Zero net carbon emissions by 2010: it seems an insurmountable feat for any large organization, but the Port Authority of New York and New Jersey is confident that it can reach the short-term goal it set in its new environmental agenda.
During a Jamaica Bay Task Force meeting earlier this month, the agency presented its Sustainable Policies and Strategies program, which is designed to reduce all greenhouse gas emissions from PA operations and PA-related facilities.
In the areas of climate change where no state or federal regulation exists, the agency is taking action voluntarily, according to Christopher Zeppie, director of the Office of Environmental Policy & Compliance.
It developed a sustainability program because “as a public agency, it is important to show leadership in addressing the environmental issues that affect the people of the region,” Zeppie said. The PA operates a number of facilities throughout the state, including the three metropolitan-area airports and various tunnels, bridges and bus terminals.
The long-term goal of the environmentally friendly initiative is an 80 percent reduction in all CO2 emissions related to the PA’s facilities by 2050. To do this, the agency will boost its energy efficiency through operational changes and capital investments that will reduce emissions by 5 percent annually.
Additionally, Zeppie said, the PA will seek to develop renewable energy both on- and off-site.
Several such investments and developments are already completed or underway. Last year the PA spent $11 million in lighting upgrades and on infrared heating. It had also shut down under-used buildings.
Projects underway in 2008 — the cost of which totalled $12 million — include the installation of LEDs (efficient light bulbs) at the George Washington Bridge and Holland Tunnel, and the creation of a geothermal-powered building at Kennedy International Airport, the world’s first such facility at an airport.
One venture on which the PA has already embarked is that of turning Stewart International Airport, located in Newburgh, NY, into a carbon-negative facility. According to Zeppie, the agency is “demonstrating leadership in the area of climate change” in doing this project, which turns the airport into a facility that avoids more carbon dioxide than it emits.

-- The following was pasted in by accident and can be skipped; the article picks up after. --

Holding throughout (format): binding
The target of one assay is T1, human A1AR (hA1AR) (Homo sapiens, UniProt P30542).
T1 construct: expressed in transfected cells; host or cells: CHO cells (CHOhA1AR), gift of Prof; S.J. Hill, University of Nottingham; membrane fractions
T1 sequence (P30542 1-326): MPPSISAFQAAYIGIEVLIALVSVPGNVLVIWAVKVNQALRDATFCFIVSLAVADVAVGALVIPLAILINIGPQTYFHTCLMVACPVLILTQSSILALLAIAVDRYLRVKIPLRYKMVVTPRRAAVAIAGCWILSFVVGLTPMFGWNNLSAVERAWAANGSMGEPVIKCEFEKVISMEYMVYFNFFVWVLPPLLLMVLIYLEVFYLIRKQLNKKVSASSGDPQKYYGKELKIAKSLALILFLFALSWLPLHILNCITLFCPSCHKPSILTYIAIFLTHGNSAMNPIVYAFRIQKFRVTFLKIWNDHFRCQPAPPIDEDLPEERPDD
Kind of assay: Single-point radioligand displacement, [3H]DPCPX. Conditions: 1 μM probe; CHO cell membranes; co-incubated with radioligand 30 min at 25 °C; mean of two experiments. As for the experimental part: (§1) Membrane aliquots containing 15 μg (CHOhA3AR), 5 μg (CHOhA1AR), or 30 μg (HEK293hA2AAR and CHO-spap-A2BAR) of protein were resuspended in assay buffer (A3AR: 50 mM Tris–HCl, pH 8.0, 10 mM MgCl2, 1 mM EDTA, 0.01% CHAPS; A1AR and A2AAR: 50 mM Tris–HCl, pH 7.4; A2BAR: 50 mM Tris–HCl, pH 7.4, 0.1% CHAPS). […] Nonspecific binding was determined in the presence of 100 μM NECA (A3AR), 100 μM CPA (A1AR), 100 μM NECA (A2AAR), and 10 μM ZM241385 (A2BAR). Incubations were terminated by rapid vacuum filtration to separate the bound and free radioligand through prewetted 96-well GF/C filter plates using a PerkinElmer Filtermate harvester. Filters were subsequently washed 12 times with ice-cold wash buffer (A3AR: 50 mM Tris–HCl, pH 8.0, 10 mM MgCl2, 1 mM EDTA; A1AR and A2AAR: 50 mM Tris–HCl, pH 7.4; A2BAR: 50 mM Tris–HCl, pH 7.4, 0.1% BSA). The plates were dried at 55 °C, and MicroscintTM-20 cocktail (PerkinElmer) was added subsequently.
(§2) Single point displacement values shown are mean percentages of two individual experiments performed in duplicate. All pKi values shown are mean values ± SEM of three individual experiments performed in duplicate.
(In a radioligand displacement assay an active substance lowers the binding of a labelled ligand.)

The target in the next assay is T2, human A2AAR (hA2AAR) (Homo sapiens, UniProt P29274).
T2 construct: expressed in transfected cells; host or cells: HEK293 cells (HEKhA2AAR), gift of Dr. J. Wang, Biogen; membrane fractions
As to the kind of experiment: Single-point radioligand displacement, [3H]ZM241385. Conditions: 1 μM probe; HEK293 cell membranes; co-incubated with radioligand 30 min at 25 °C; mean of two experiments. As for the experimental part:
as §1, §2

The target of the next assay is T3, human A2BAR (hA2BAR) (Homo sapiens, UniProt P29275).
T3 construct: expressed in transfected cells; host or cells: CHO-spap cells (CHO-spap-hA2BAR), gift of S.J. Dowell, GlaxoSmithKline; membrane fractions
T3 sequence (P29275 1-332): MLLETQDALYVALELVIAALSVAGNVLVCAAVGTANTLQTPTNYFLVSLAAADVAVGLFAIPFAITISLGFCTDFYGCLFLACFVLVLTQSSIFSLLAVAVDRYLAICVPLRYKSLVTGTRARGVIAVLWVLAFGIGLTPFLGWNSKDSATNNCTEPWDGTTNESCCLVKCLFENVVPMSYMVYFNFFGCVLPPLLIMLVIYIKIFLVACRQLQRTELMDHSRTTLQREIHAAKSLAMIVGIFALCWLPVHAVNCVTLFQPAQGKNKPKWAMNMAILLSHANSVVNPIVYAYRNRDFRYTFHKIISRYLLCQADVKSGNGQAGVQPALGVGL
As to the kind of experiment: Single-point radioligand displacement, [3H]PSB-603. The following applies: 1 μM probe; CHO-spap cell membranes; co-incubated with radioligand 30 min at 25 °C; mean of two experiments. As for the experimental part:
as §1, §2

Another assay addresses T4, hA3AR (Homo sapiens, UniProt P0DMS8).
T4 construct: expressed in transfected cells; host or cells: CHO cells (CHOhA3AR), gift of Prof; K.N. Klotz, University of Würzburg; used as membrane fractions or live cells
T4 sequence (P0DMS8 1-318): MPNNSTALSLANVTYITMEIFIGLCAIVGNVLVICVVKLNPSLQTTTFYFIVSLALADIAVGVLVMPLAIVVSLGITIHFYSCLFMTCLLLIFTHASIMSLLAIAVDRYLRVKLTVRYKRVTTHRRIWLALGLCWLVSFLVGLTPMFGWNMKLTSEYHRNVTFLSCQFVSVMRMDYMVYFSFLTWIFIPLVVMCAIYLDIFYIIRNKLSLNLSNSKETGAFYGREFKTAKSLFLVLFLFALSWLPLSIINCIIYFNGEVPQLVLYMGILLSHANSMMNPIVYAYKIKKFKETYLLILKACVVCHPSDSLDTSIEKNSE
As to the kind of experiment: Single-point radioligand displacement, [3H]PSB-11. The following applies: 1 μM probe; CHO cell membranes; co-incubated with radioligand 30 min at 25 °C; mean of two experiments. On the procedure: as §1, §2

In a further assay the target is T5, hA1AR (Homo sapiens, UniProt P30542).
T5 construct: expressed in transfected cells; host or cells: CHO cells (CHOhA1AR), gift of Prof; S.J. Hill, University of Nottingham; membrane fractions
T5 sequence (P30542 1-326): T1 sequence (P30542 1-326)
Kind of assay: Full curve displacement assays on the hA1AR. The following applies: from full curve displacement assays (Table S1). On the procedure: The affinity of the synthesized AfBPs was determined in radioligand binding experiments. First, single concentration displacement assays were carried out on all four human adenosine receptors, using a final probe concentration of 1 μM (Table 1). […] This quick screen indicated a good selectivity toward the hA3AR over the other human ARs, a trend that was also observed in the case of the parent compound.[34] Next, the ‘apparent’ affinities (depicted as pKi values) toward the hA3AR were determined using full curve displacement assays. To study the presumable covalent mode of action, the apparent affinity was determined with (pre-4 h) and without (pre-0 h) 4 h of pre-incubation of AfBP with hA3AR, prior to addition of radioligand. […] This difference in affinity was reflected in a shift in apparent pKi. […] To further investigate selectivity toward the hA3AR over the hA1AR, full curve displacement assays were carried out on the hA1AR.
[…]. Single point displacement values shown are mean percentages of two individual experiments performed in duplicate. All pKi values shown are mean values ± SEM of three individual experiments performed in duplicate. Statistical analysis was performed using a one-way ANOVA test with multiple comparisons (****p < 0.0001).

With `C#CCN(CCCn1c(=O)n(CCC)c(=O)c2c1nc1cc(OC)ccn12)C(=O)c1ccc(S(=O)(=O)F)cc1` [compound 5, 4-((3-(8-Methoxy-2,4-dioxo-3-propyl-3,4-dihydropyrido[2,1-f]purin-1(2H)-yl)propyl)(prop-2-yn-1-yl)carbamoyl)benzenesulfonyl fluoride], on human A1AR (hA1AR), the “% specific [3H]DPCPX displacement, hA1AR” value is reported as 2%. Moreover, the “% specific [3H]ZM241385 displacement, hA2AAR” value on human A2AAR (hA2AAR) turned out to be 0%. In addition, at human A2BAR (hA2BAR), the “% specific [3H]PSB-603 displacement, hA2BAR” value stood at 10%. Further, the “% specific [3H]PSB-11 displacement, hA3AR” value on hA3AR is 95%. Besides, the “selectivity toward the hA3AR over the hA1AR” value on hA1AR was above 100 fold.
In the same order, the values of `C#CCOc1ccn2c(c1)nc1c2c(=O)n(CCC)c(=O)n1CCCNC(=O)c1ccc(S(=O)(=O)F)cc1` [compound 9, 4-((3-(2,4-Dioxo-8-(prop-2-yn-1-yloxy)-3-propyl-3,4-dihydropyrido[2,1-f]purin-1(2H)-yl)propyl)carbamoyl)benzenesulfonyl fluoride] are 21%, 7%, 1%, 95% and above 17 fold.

While few incentives have been developed for the PA’s customers and tenants — those who must begin reducing emissions by 5 percent each year — the agency is working to engage them in climate change measures, according to Zeppie.
One engagement attempt is the PA Commerce Department’s Clean Air Strategy. At Stewart International Airport, the PA will provide electrical infrastructure that airplanes can use at the gate to run on electrical power instead of using their engines.
The agency has also embarked on an effort to measure the electricity consumption of all tenants, providing them an accurate assessment of their energy use. That, Zeppie said, will assist them in reducing their usage in order to save money.
Sustainable transportation is a key investment the PA is prepared to make: it plans to invest $9 billion on modernization of the Port Authority Trans-Hudson Corporation, better known as PATH, the ExpressRail system and the ARC commuter rail tunnel.
Another major investment the PA plans to make will be in the regional green economy — the sector of the economy that develops and markets environmentally beneficial technologies. The agency will purchase carbon offsets generated from regional projects that employ such technology, Zeppie said.
That investment can spur the growth of the sector, which will then have a ripple effect: demand for green technologies will abound, causing green companies to expand and the creation of more jobs, sometimes referred to as “green-collar” jobs.
Meanwhile, the PA will raise public awareness about climate change by providing online access to carbon offsets. An offset is a financial instrument that represents the avoidance of one metric ton of carbon dioxide.
The agency will offset greenhouse gas emissions it cannot reduce through its various energy efficiency projects by purchasing carbon offsets, which are sold in the U.S. voluntary market.
By offering quality carbon offsets to users, the PA will offer them the opportunity to learn about climate change and sustainability initiatives. As the first tolling agency to offer carbon offsets, the PA will take on a leadership role that could set a standard for other agencies throughout the country.